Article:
The recent EYES (Emerging Youth Early Signs) 2021 report published by SKEMA PUBLIKA used Twitter information to uncover shared sentiments among young people of different countries. For example, they highlighted strong negative feelings towards social media in Brazil, China, and the United States.
An immediate concern is whether this Twitter-based analysis captures the concept (what) that the researcher seeks to assess and the population (who) that the researcher wishes to cover. In other words, are we certain that the results found are truly associated with the confidence of young people into social media?
One straightforward way to solve this conundrum is to compare the Twitter-based analysis with a traditional representative survey such as the one conducted recently by the UNICEF (the Changing Childhood Project). Reassuringly, it is also in Brazil and the United States that young people have the least trust in social media.
Beyond the EYES report, there is an extensive use of social media as sources of new, unstructured, data. Cortis and Davis (2021) provide a comprehensive of this emerging field of “social opinion mining”. They highlight that the Politics domain is the dominant application era. For example, researchers, policy-makers, think-tanks, and journalists are naturally interested in the prediction of election outcomes.
There remain strong concerns about what social media truly measures, in terms of reliability (is the measure consistent over time), validity (is the measure associated with the construct of interest), bias (could the measurement be distorted by social media practices), coverage (is the population of interest adequately represented), and processing (what is the quality of the lexicon-based or machine-learning-based algorithms). At the same time, traditional survey analyses are expensive, difficult, and time-consuming to conduct, and the topics are pre-defined by the researchers, preventing the detection of emerging trends. Social media analyses do not suffer from these drawbacks, allowing a rapid snapshot of prevalent or new sentiments, which may also be more truthful thanks for example to anonymous sharing.
Furthermore, social media, by their very nature, trigger phenomena of social diffusion and contagion occurring within the social networks that they generate. Hence, it is possible that, despite their potential non-representativeness, social media analysis provides a full topic coverage and represent the opinions of the overall population accurately. Lastly, representativeness may be less of an issue if social media analysis is used to track the phenomenon over time within the same country, and possibly with the same Twitter population.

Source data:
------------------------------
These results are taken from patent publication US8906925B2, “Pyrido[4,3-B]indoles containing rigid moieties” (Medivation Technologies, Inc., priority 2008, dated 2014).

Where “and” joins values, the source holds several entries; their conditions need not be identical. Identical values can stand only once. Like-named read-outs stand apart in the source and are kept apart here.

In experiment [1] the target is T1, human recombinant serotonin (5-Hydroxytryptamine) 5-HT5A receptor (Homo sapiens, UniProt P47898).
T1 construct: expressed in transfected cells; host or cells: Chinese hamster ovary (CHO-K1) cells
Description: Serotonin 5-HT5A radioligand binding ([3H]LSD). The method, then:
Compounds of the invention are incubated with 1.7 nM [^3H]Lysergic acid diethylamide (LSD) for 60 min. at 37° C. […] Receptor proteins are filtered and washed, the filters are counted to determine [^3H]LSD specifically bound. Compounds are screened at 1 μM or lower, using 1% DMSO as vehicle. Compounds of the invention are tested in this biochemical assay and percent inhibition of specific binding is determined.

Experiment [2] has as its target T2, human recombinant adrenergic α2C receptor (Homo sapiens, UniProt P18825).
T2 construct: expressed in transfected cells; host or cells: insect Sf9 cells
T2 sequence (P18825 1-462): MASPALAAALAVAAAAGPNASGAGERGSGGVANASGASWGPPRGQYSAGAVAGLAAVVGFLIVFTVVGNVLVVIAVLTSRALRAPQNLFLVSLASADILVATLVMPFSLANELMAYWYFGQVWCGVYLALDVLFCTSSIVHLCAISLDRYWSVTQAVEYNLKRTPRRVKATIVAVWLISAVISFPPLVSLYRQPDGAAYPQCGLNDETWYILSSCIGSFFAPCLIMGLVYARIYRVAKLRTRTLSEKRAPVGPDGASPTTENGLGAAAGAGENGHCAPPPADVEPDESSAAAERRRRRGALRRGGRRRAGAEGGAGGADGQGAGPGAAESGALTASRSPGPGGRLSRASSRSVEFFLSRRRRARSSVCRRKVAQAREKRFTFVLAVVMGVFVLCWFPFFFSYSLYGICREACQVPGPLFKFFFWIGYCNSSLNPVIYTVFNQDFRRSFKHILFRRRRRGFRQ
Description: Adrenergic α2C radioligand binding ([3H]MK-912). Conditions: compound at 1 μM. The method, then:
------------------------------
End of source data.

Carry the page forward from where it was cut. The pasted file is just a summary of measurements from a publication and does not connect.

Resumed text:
The World Happiness report 2022, in a chapter devoted to the use of social media to capture emotions offer a very useful summary of the strengths and limitations of the analysis of social media data. Their own analysis indicates that within countries, social media measures for emotions and well-beings are strongly correlated over time with survey data measures. It is still not clear whether the same results would be achieved in looking at level differences across countries.
Overall, survey-based and social media-based approaches are complementary tools, whose pros and cons must be carefully considered depending on the research interests. The EYES report acknowledges some potential drawbacks of their methodology and their lexicon approach could be refined, or replaced by more sophisticated, machine-learning, approaches. Nevertheless, this first report is a valuable step towards understanding what young people think and feel. From another perspective, it can be understood as a consilience exercise by creating a bridge between computer and social researchers.